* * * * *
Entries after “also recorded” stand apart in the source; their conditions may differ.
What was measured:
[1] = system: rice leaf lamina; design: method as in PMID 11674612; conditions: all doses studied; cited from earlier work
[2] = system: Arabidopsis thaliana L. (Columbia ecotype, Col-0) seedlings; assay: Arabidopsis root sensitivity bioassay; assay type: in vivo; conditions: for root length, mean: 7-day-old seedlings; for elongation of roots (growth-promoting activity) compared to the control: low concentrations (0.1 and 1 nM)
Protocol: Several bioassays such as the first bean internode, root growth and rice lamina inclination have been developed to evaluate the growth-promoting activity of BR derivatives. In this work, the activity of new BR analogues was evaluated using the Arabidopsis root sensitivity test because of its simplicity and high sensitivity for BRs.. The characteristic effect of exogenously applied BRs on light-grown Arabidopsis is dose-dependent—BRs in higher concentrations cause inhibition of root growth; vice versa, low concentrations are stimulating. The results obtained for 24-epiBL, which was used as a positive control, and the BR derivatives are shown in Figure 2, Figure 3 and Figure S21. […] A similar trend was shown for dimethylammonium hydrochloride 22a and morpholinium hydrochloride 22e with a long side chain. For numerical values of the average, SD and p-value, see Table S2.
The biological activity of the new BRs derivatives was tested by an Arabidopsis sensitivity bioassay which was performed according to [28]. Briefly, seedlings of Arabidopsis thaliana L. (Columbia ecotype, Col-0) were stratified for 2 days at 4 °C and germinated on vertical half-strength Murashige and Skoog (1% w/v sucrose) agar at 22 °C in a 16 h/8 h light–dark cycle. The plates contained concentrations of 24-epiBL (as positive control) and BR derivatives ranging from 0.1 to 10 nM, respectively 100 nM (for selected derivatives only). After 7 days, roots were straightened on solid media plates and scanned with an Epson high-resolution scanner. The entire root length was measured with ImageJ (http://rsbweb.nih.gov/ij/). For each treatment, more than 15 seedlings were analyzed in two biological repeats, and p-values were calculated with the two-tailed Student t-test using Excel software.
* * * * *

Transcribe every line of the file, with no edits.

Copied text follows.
Entries after “also recorded” stand apart in the source; their conditions may differ.
What was measured:
[1] = system: rice leaf lamina; design: method as in PMID 11674612; conditions: all doses studied; cited from earlier work
[2] = system: Arabidopsis thaliana L. (Columbia ecotype, Col-0) seedlings; assay: Arabidopsis root sensitivity bioassay; assay type: in vivo; conditions: for root length, mean: 7-day-old seedlings; for elongation of roots (growth-promoting activity) compared to the control: low concentrations (0.1 and 1 nM)
Protocol: Several bioassays such as the first bean internode, root growth and rice lamina inclination have been developed to evaluate the growth-promoting activity of BR derivatives. In this work, the activity of new BR analogues was evaluated using the Arabidopsis root sensitivity test because of its simplicity and high sensitivity for BRs.. The characteristic effect of exogenously applied BRs on light-grown Arabidopsis is dose-dependent—BRs in higher concentrations cause inhibition of root growth; vice versa, low concentrations are stimulating. The results obtained for 24-epiBL, which was used as a positive control, and the BR derivatives are shown in Figure 2, Figure 3 and Figure S21. […] A similar trend was shown for dimethylammonium hydrochloride 22a and morpholinium hydrochloride 22e with a long side chain. For numerical values of the average, SD and p-value, see Table S2.
The biological activity of the new BRs derivatives was tested by an Arabidopsis sensitivity bioassay which was performed according to [28]. Briefly, seedlings of Arabidopsis thaliana L. (Columbia ecotype, Col-0) were stratified for 2 days at 4 °C and germinated on vertical half-strength Murashige and Skoog (1% w/v sucrose) agar at 22 °C in a 16 h/8 h light–dark cycle. The plates contained concentrations of 24-epiBL (as positive control) and BR derivatives ranging from 0.1 to 10 nM, respectively 100 nM (for selected derivatives only). After 7 days, roots were straightened on solid media plates and scanned with an Epson high-resolution scanner. The entire root length was measured with ImageJ (http://rsbweb.nih.gov/ij/). For each treatment, more than 15 seedlings were analyzed in two biological repeats, and p-values were calculated with the two-tailed Student t-test using Excel software.